Life in the Bike Lane
For those of you who just picked up a copy of this newspaper left on a chair at your local coffee hangout and accidently began reading “Life in the Bike Lane” thinking it was “Life Hacks for Millennials”, let me bring you up to date.
On June 2nd I had a serious bicycle accident. I had surgery to repair my pelvis and while the surgeons were in there, my hip was replaced.
I was told I could get back on my bike at twelve weeks. I cheated by two days. The accompanying photo is me waiting for my ride group in the shade of Sheridan Community Park, on the third ride of the rest of my life.
Crashing your bike when you’re a kid is different from having an accident when you’re old.
The ER is seldom involved when you’re ten.
Heck, we used to ride down the street at a high speed, jump off our bikes, landing on a pile of inner tubes, sending the bike into a wall of card board boxes. We probably had a sucker in our mouths and scissors in our hands, too.
Compare this to June when I was going 3 mph, hit the ground and couldn’t get up without the help of three EMTs and a gurney. I’m now (temporarily) a disabled senior citizen and have the placard to prove it.
I was released by the surgeons to get on a stationary bike six weeks after the surgery. I started on a stationary bike, sitting upright on a wide, over-padded seat. I was sore after just 10 minutes. I moved to a spin bike that was adjustable, which I set up as close to my road bike as possible. I was able to last 25 minutes.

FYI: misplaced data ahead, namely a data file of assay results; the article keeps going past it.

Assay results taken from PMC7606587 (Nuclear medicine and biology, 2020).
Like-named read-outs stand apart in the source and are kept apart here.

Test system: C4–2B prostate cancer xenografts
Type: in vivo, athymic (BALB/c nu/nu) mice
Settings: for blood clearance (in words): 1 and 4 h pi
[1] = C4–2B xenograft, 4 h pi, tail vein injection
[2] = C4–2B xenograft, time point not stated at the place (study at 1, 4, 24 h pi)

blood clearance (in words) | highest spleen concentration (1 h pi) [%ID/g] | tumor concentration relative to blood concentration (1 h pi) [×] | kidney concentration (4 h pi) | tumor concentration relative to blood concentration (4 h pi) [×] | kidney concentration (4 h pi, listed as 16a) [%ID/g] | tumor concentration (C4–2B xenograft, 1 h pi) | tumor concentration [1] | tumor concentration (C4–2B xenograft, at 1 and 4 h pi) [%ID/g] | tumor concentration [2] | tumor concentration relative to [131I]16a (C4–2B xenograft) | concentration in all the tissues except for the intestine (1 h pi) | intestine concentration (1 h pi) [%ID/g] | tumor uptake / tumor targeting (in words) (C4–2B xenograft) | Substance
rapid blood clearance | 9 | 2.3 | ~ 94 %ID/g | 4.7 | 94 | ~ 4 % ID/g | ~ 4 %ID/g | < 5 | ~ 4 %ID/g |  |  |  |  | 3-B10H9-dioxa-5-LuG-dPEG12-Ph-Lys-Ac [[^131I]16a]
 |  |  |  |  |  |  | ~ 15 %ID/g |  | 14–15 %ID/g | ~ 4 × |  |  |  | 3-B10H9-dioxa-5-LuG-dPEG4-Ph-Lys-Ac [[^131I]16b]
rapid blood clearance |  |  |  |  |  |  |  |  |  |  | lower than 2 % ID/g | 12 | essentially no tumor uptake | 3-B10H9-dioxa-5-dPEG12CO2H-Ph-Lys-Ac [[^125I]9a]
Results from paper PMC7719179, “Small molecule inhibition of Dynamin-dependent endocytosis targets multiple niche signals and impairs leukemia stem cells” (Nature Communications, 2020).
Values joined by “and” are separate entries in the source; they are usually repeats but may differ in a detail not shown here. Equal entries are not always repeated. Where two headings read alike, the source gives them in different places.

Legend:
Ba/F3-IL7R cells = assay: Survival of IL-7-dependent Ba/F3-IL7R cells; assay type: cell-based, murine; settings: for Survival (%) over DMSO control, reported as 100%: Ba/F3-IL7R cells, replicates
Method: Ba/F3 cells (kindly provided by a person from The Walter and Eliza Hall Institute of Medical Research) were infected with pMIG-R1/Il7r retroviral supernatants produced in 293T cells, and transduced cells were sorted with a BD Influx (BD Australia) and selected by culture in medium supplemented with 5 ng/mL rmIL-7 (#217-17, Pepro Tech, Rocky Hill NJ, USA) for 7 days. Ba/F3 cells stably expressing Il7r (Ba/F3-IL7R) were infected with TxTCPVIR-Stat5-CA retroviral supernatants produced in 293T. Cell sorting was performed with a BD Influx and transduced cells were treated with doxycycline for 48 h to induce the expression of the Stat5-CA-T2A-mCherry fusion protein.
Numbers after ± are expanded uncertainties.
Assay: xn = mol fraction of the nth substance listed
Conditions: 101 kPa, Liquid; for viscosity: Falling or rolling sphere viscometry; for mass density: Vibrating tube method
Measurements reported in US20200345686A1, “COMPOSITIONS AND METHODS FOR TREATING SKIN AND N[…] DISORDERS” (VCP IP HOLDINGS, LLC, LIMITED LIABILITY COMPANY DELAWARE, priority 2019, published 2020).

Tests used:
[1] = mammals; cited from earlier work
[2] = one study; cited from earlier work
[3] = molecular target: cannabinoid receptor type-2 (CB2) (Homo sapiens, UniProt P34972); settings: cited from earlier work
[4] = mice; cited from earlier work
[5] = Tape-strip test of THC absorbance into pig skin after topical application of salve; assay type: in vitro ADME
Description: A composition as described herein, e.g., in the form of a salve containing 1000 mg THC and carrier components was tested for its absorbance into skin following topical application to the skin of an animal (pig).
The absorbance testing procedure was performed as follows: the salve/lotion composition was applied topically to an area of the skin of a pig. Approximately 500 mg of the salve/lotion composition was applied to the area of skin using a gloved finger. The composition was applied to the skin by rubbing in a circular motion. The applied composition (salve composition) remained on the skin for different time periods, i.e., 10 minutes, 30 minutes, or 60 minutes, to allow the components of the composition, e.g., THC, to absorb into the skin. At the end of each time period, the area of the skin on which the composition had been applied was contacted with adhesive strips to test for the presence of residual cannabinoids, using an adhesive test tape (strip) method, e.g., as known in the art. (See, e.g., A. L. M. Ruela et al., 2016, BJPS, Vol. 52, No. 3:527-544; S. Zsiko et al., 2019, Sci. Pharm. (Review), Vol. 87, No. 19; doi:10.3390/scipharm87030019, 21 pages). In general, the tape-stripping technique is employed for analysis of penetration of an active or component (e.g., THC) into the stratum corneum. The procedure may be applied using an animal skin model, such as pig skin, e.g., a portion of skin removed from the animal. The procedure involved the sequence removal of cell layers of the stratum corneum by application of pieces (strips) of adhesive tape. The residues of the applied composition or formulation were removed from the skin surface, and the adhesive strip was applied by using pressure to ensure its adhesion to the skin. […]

Finally, I put my old road bike on a trainer in the garage, where it was usually over 95 degrees. Even in the morning. Even with a fan in my face. It felt good to be in my usual riding position. I watched old episodes of “Gunsmoke” on an iPad to help pass the time. A one hour episode without commercials is 48 minutes. Marshall Dillon shoots at least one hapless cowboy in every show.
Two years ago, I was diagnosed as being 70 years old, but before the accident, I was in pretty good shape, even though I hadn’t gotten any younger in the interim. I had ridden for 31 consecutive days in May and my accident happened 31 miles into a 545 mile ride I do every year. One loses ALL fitness after 2 – 3 months, but I did some sort of exercise three quarters of the days after leaving the hospital, so I wasn’t at ground zero.
The first ride was a bit scary. I was hyper-vigilant and uber-sensitive. I had to think about simple actions, like grabbing my water bottle and how to shift. But muscle memory soon kicked in and it was like, well, riding a bike.
I felt just fine after that first, short ride. I rode a little farther the next day and felt it in my legs that afternoon, but my surgically repaired hip didn’t hurt.
By the time you five loyal readers read this, I will have been back on my bike for a little less than three weeks. The pelvis/hip repair seems just fine, but boy howdy, my legs and knees need work. But, I am thankful to be back riding and writing.